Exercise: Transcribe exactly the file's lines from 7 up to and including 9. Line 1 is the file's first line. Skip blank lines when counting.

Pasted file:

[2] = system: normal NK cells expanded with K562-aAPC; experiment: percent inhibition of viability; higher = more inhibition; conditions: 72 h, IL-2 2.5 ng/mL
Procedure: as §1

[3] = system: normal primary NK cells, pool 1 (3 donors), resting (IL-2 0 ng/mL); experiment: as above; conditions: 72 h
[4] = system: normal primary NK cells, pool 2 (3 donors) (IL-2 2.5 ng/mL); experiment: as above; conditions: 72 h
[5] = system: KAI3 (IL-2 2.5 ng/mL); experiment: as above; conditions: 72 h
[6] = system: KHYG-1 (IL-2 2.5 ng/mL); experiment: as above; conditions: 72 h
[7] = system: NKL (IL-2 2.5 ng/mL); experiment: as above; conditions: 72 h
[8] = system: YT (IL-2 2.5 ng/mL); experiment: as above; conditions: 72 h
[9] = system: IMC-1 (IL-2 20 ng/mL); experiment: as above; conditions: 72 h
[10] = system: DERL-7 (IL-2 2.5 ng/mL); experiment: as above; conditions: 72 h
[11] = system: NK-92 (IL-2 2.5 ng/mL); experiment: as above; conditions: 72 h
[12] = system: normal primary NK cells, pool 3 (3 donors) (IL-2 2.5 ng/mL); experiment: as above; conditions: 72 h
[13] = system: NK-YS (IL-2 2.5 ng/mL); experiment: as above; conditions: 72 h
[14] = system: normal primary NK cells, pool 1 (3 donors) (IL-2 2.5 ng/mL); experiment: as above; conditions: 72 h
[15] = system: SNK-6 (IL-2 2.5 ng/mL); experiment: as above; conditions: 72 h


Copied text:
[7] = system: NKL (IL-2 2.5 ng/mL); experiment: as above; conditions: 72 h
[8] = system: YT (IL-2 2.5 ng/mL); experiment: as above; conditions: 72 h
[9] = system: IMC-1 (IL-2 20 ng/mL); experiment: as above; conditions: 72 h